by J.Ember Hintz
Seriously, if you haven’t watched the OA on Netflix yet, GO BINGE IT RIGHT NOW.
Don’t worry; you’ll find no spoilers here, so by all means, read on.
I loved everything about this series, especially the unforgettable lead character, Prarie Johnson, played by Brit Marling. Marling, who also created and produced the show – talk about girl power – delivers the elegantly nuanced role to perfection. In her recent New York Times opinion piece, I Don’t Want to Be the Strong Female Lead; Marling explains her motivations for creating a very different kind of female hero. The article was a welcome reminder for me, as an author, that we need to rethink and redefine how we develop and portray our female protagonists.
It’s refreshing when we see the feminist perspective of power; the strength of character built on empathy, personal sacrifice, and empowerment, show up in a science fiction series. It doesn’t happen very often. One of my favorite examples of a science fiction series turning the traditional notion of power on its head is the 2004 re-imagining of Battlestar Galactica. And Oliva Dunham, the primary protagonist in Fringe is one of my favorite characters of all time, mostly because I wish I had her job. There should be a LinkedIn category for Government Special Agent Paranormal Investigators.
When we try to pinpoint what it is that makes a hero powerful; we first need to dissect the definition of power itself. The word power infers masculine modalities of strength, social dominance, physical prowess, action, and purpose, typical attributes of most fictional and real-life role models. Converse characteristics, creativity, sensitivity, and intuition, are all too frequently portrayed as weakness and are actively attacked in both fiction and real life. Just look at the way we treat female politicians. If they embrace their femininity, they’re not “electable” or taken seriously, but if they portray uncompromising values and ambition in a smart pantsuit, they’re too “b*tchy” to lead.
These paradigms are so prevalent in our social psyche that it can be challenging to write a strong female character without conjuring one or more modalities of male power. Often we end up with a masculine protagonist inside an attractive female body. Don’t get me wrong; I love a good female superhero that kicks serious butt – Storm, Black Widow, and Jessica Jones, for example – and these characters indeed sell books and movies. However, they also reinforce the notion that feminine modalities of power are a lesser-than commodity. Our cultural heritage has ingrained these narratives so deeply into our brains that even when we try to write strong female leads, we often get it wrong.
Real feminine strength is often delegated to supporting roles, the nurturing parent or spouse, the encouraging mentor, the BFF, or quirky sidekick. These helper characters are usually imperative to a hero’s success and are frequently sacrificed along the way. But, if done correctly, they can make compelling secondary protagonists of their own. However, adding token feminine characters or even strong secondary female protagonists isn’t enough. We need more Prarie Johnson’s, Kara Thrace’s, and Oliva Dunhams in science fiction. So, how do we write them?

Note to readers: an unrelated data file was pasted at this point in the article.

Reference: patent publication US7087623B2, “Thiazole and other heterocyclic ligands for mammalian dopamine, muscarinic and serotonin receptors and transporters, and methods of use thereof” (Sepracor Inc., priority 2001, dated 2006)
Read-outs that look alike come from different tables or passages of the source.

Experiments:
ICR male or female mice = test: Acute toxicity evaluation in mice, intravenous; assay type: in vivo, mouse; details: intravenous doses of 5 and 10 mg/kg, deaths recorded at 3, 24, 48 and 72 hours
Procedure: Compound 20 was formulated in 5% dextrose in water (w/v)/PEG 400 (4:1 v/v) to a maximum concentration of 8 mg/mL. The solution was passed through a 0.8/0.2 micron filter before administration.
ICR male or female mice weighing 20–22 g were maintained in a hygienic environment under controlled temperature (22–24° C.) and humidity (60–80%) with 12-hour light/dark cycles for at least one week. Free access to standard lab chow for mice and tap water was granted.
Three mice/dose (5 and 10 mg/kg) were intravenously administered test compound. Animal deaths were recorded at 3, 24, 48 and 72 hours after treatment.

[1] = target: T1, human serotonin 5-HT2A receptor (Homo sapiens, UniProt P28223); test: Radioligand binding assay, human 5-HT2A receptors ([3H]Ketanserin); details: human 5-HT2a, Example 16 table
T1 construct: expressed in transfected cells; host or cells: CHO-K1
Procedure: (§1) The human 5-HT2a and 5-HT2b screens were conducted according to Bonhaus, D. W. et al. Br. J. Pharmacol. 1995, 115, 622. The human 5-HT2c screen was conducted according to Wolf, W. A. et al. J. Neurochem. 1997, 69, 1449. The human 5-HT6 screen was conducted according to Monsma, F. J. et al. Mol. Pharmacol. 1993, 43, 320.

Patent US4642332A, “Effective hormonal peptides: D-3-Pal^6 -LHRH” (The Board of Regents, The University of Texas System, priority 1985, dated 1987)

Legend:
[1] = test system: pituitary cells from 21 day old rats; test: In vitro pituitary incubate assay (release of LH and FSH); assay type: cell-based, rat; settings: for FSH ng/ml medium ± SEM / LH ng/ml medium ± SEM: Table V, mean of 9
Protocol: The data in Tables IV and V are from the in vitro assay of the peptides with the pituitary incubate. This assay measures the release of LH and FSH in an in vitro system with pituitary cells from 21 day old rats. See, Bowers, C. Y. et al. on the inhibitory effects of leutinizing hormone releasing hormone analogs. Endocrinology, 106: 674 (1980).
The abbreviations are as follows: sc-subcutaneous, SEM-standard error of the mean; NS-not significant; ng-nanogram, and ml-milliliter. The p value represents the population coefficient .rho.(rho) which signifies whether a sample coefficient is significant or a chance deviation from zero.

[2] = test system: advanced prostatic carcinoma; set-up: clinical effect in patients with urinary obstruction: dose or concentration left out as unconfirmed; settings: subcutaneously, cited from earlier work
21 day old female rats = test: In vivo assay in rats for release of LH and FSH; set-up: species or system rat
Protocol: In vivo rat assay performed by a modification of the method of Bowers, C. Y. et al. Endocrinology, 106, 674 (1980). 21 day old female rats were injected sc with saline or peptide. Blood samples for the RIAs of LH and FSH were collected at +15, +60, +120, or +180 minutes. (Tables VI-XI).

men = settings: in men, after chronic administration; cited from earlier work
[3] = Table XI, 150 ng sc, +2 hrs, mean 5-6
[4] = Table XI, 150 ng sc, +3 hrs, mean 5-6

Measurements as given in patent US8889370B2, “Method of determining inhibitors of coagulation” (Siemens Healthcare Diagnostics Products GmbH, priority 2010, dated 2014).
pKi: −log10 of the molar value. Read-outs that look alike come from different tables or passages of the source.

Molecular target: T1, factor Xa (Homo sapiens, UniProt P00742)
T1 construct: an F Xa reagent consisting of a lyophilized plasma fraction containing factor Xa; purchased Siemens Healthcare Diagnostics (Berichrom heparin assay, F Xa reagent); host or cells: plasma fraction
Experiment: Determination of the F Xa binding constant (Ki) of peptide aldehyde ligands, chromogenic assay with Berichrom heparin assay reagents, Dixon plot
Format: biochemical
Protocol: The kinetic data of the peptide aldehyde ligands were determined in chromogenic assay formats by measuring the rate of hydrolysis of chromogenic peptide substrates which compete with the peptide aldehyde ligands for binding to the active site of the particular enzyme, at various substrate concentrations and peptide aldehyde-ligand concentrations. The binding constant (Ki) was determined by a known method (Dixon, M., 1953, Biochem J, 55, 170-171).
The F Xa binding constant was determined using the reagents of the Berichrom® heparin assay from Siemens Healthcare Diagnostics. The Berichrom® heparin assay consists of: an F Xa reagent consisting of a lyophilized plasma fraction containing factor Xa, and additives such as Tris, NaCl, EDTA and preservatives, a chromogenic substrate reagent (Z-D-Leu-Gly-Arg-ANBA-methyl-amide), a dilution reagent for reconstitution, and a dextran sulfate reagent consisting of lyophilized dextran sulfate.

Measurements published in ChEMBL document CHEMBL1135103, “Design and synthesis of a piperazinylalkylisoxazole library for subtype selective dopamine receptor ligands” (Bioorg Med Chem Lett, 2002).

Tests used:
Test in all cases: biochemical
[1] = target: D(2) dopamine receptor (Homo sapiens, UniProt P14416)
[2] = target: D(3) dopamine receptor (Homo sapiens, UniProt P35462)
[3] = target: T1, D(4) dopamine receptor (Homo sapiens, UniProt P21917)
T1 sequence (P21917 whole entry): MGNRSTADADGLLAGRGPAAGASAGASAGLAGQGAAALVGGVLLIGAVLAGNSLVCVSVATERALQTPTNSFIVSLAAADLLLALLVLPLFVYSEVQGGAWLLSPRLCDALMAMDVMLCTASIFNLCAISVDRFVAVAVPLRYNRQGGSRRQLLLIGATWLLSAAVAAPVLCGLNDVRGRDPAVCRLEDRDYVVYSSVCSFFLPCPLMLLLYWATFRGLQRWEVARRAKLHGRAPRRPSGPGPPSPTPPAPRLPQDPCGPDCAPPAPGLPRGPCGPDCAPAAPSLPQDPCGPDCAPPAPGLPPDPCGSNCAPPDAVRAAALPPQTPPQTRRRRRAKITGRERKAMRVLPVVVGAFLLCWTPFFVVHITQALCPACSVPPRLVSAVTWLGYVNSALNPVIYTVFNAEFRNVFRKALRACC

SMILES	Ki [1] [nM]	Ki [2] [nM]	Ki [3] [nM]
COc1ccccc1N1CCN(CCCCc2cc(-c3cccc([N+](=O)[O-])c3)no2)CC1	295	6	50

To find the answer, I asked the internet, naturally, and found numerous how-to articles on this exact question. Their advice? Give your hero flaws, inner strength, a good back-story, individual goals, and a defined story arc – all excellent suggestions. These are also mandatory mechanisms for creating ANY strong character. One article even suggested writing your hero as a man and then, merely changing the pronouns! Sigh. While pronouns are essential to defining how your character identifies themselves, adding she/her cannot invoke the essence of feminine power when used alone. It has to come from the soul.
To create a robust and nuanced protagonist exemplifying female power, we must go back to the feminist perspective of power. We need to give our female-identifying heroes empathy, confidence, and resilience, and they need to lead us somewhere; into battle, into public office, into a parallel universe, on an internal AND external journey of some kind. They also need to empower others, both on and off the page. And if they can do all of this while embracing their sexuality, even better! I’m a sucker for both male and female gendered characters that explore their internal desires. Who are they attracted to, and more importantly, why?
Good fiction writing comes from a solid understanding of sociological and psychological motivations and repercussions. Check out this expert from Principles of Social Psychology – 1st International Edition by Dr. Rajiv Jhangiani and Dr. Hammond Tarry, on the psychology of attraction. As writers, we have to dig deep, explore, and understand who our characters are and how that correlates to the world in which they reside.
If we do the research and thoroughly flush out our characters, we can end up with coveted, multi-dimensional examples of feminine power.
My Eternal Return Trilogy revolves around three very different strong female protagonists, Renae Martin in The Garden, Vasa K’atèri in the Fountain, and Nova Melengali in The Gift. While I can’t promise to deliver perfect feminist icons, I will tell you that none of these feminine power players will ever need to be saved by anyone other than themselves. #NoDamsels